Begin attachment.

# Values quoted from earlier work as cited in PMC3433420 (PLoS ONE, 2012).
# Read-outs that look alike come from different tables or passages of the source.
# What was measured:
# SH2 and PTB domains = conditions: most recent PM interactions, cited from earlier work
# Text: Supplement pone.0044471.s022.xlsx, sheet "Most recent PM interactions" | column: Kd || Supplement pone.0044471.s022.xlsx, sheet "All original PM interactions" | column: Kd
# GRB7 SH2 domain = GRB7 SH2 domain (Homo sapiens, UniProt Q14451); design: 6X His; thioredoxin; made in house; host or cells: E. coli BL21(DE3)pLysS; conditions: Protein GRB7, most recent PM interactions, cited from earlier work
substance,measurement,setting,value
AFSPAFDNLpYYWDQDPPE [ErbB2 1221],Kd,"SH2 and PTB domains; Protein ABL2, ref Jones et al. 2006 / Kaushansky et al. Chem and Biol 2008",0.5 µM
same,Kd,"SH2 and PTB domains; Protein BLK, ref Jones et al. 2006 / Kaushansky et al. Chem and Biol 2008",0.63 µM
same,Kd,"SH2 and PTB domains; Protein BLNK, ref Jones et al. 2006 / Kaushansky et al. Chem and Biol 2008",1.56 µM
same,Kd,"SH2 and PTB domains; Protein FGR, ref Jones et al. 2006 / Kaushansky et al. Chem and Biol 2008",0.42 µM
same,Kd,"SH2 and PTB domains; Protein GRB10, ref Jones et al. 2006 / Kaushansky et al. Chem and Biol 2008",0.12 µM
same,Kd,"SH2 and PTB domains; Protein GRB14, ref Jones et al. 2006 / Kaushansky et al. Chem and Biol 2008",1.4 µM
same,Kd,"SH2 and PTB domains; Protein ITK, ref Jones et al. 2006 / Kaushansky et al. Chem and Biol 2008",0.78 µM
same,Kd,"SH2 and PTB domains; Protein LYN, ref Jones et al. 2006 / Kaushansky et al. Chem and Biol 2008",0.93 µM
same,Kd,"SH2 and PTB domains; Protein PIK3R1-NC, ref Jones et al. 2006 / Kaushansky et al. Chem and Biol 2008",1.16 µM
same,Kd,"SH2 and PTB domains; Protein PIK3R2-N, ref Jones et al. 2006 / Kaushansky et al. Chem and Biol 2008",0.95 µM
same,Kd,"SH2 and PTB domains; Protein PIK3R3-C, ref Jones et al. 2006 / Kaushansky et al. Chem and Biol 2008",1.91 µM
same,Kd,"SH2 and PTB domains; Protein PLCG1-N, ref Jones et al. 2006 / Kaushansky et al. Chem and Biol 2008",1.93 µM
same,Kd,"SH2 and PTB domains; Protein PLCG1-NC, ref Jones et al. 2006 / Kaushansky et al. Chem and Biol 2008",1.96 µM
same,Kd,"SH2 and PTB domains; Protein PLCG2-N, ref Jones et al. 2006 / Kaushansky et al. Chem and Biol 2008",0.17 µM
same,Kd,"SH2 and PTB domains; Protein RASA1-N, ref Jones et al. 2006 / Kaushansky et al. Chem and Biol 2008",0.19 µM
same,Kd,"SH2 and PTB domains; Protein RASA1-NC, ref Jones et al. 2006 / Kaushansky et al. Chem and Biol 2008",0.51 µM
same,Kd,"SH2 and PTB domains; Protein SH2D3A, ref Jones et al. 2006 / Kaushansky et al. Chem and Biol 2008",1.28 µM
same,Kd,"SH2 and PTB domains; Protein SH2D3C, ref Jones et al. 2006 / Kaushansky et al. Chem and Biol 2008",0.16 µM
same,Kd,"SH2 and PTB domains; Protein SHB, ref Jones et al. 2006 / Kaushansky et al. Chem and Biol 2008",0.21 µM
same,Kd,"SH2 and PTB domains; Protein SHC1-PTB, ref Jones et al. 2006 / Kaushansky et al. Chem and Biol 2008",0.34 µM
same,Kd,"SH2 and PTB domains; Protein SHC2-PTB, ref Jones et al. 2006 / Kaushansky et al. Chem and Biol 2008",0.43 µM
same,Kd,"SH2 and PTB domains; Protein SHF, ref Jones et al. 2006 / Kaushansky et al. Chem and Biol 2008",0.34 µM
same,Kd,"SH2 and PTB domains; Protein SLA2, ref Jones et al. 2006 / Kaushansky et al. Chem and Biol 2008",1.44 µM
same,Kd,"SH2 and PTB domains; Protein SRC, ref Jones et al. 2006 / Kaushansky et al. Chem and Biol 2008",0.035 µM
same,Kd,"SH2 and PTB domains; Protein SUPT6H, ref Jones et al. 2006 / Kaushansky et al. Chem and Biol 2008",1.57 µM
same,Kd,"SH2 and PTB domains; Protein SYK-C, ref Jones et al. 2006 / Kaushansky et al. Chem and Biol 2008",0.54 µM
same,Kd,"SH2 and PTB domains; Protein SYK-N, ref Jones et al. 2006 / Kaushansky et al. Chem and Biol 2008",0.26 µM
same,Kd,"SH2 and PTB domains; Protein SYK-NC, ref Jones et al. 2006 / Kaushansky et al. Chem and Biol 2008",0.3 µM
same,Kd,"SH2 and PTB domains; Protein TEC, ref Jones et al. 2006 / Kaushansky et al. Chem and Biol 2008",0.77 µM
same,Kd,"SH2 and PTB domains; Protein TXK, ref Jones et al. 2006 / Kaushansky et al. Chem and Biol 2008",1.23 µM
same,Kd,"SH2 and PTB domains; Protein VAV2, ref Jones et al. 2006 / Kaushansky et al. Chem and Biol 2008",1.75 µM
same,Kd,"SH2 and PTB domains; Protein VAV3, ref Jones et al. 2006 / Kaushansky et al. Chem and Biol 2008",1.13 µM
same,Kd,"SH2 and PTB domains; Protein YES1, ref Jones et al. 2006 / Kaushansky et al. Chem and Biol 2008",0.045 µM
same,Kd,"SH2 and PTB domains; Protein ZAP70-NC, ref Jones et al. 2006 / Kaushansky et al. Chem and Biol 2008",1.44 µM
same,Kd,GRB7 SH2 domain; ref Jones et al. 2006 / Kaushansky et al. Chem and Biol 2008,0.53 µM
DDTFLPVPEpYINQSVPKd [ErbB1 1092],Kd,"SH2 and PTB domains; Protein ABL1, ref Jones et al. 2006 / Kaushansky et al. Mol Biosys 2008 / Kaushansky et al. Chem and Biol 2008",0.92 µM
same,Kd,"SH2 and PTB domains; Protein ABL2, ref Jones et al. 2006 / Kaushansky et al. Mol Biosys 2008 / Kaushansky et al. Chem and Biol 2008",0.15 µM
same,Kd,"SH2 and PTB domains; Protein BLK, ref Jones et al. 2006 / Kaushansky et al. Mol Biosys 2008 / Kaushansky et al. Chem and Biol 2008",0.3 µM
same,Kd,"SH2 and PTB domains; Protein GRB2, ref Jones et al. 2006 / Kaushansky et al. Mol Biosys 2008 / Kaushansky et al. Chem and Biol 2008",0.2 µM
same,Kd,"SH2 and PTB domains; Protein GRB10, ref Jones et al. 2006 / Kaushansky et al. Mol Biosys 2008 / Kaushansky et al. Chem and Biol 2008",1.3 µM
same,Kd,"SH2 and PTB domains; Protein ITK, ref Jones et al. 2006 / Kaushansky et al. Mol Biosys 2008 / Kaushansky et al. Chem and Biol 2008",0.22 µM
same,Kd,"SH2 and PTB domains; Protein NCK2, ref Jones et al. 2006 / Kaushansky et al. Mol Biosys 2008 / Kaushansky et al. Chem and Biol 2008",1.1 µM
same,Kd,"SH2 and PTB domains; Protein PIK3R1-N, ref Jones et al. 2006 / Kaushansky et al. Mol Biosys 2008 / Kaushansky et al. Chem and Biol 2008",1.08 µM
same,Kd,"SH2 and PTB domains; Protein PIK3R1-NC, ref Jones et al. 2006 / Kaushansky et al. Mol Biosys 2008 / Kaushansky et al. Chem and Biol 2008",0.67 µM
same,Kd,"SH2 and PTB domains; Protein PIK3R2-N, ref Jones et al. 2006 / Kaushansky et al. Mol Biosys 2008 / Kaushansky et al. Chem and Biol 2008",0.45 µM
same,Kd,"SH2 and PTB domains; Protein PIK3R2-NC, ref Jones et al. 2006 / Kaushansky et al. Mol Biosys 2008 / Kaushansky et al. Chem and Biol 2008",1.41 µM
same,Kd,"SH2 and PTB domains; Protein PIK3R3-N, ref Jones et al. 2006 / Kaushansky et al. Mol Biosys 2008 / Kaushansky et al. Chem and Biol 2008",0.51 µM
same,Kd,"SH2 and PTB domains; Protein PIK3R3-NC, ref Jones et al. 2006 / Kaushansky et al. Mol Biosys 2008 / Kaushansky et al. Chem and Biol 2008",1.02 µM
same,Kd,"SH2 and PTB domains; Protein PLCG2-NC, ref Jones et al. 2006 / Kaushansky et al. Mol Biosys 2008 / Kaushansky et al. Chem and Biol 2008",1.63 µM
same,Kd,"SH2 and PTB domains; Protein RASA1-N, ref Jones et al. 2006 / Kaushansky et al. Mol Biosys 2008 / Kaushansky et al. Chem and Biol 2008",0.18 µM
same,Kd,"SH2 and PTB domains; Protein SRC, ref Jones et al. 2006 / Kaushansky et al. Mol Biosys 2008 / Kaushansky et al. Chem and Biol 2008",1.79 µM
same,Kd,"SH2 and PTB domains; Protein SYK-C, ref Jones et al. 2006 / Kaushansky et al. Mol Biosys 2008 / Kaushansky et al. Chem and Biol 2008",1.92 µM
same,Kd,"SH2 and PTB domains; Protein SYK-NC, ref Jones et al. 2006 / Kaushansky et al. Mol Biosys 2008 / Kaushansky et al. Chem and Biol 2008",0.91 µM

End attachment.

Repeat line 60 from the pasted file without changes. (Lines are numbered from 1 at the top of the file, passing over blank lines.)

same,Kd,"SH2 and PTB domains; Protein SYK-NC, ref Jones et al. 2006 / Kaushansky et al. Mol Biosys 2008 / Kaushansky et al. Chem and Biol 2008",0.91 µM